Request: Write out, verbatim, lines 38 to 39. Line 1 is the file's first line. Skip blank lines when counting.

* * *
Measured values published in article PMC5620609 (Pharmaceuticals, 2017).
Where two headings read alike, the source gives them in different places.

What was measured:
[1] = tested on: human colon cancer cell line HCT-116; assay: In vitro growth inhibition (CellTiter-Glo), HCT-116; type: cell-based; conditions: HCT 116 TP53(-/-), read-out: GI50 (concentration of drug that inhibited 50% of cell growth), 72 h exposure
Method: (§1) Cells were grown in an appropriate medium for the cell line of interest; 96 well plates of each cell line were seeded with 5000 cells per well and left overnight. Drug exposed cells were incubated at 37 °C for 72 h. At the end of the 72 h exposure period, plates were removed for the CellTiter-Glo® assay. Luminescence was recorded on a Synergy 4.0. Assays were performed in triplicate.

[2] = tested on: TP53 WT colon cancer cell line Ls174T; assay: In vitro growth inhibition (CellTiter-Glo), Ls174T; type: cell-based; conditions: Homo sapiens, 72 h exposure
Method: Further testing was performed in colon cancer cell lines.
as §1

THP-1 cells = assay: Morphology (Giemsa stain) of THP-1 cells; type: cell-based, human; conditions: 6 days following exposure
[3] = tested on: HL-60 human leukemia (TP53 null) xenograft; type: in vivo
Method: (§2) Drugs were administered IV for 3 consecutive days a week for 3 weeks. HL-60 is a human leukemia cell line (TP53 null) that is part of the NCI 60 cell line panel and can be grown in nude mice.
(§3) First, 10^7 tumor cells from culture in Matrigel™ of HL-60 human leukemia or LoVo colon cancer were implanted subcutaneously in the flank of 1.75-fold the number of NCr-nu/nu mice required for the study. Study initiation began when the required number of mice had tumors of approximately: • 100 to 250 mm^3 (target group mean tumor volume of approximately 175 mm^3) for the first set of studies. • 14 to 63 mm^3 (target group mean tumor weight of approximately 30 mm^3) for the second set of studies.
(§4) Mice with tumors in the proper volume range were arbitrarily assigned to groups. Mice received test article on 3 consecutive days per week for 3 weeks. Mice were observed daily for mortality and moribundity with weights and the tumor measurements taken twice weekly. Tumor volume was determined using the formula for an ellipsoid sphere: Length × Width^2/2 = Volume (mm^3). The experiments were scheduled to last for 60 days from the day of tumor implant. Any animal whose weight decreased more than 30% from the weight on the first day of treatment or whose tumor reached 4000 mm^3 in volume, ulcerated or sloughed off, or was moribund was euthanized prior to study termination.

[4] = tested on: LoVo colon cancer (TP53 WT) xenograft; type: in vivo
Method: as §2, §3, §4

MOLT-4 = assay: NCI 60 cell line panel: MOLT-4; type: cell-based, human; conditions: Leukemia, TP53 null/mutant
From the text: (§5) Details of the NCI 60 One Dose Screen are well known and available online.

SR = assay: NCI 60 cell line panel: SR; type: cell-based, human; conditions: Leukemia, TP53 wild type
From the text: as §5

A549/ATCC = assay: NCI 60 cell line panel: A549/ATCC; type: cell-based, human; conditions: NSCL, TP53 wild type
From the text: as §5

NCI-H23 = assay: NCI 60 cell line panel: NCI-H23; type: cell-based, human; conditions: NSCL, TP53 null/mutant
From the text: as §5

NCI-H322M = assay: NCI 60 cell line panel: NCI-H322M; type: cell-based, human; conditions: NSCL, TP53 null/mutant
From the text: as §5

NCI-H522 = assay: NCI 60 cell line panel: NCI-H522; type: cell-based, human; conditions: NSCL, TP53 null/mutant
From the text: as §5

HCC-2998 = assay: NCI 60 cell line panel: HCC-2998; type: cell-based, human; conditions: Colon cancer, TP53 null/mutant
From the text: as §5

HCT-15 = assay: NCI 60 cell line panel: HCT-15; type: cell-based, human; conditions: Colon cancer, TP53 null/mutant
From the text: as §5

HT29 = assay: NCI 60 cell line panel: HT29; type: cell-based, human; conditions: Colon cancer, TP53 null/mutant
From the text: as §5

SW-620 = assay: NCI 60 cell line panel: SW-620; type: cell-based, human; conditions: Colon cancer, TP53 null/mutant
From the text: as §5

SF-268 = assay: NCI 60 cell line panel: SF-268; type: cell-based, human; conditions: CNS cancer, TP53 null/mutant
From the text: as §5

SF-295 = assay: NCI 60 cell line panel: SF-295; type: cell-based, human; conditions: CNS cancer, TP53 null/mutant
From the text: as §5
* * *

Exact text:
SF-295 = assay: NCI 60 cell line panel: SF-295; type: cell-based, human; conditions: CNS cancer, TP53 null/mutant
From the text: as §5